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U.S. military judge won't dismiss prosecutors in Afghan rampage case

By Jonathan Kaminsky

OLYMPIA, Washington (Reuters) - A military judge in the case of a U.S. soldier who pleaded guilty to slaughtering 16 Afghan civilians declined to dismiss the prosecution team on Wednesday, despite defense complaints that keeping the team on could prejudice proceedings, the defense team said.

Attorneys for Army Staff Sergeant Robert Bales complained that his constitutional right not to incriminate himself was violated when the judge mistakenly provided prosecutors with an unredacted copy of a mental health evaluation. They sought to have the prosecutors disqualified over the incident.

But defense lawyers received word on Wednesday that the judge, Army Colonel Jeffery Nance, had denied the request, according to Kathy Martens, a paralegal for Bales's civilian defense attorney John Henry Browne.

An Army spokesman declined to confirm the report, and Browne declined to comment on the ruling. Browne had previously said that a decision to keep the prosecution team "would be a huge issue on appeal."

Bales, in a deal that spares him the death penalty, pleaded guilty in June to walking off his base in Afghanistan's Kandahar province before dawn on March 11, 2012, and gunning down civilians in their homes in at least two villages.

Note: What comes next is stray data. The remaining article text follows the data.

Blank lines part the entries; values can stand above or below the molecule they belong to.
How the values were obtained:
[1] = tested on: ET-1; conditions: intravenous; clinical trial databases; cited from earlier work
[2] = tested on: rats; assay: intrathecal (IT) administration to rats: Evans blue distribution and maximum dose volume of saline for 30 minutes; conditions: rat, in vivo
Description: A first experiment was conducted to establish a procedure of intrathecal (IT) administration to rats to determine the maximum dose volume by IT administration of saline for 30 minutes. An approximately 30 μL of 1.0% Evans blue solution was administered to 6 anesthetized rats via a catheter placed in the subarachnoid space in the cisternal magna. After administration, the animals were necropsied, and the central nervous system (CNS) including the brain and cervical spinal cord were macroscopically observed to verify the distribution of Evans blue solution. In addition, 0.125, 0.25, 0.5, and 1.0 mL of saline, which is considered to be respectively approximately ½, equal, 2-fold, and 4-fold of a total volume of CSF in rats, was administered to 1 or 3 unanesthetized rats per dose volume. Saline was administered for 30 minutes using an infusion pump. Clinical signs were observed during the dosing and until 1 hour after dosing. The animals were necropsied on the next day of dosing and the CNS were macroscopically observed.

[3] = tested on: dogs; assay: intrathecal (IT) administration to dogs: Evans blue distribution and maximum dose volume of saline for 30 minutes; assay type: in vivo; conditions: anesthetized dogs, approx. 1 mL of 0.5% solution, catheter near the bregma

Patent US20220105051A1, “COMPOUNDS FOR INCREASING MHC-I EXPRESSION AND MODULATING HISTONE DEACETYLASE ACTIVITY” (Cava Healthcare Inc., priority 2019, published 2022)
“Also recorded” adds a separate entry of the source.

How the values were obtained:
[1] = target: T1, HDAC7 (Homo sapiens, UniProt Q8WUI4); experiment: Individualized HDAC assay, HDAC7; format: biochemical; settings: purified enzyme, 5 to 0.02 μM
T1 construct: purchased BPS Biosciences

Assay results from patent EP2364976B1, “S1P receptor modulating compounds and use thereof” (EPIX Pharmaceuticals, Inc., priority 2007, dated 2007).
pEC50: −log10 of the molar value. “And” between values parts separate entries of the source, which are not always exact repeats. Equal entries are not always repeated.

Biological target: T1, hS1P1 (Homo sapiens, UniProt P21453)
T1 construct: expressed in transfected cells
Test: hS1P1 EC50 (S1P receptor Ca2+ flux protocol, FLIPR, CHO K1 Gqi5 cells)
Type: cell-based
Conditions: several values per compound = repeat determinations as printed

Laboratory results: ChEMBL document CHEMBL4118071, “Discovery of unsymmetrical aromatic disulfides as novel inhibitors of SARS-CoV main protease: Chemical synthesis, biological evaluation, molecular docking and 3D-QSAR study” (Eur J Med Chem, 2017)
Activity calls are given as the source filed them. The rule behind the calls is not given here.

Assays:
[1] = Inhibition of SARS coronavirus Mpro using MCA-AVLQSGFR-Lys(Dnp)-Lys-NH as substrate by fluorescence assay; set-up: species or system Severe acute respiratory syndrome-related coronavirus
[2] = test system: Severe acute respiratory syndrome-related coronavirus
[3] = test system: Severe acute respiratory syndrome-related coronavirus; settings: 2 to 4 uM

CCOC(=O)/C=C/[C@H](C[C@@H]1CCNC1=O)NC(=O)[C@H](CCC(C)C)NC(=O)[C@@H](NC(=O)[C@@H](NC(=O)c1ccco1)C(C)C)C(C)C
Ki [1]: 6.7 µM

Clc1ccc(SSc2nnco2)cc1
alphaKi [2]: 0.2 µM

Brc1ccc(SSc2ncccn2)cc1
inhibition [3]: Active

He will still face a sentencing hearing next week that will determine whether he will ever have a shot at parole or spend the rest of his life in prison. His lawyers had argued that the fairness of that proceeding had been compromised.

Prosecutors argued during the hearing that seeing a document was not equivalent to using it against a defendant, and that the error should not result in disqualification.

Bales, a decorated veteran of four combat tours in Iraq and Afghanistan, acknowledged the killings upon pleading guilty in June and told the court there was "not a good reason in this world" for his actions.

His attack marked the worst case of civilian slaughter blamed on a lone, rogue U.S. soldier since the Vietnam War, and further strained U.S.-Afghan relations after more than a decade of conflict in that country.

Defense attorneys have argued that Bales, a father of two from Lake Tapps, Washington, was suffering from post-traumatic stress disorder and a brain injury even before his deployment to Afghanistan.

(Editing by Cynthia Johnston and Leslie Adler)

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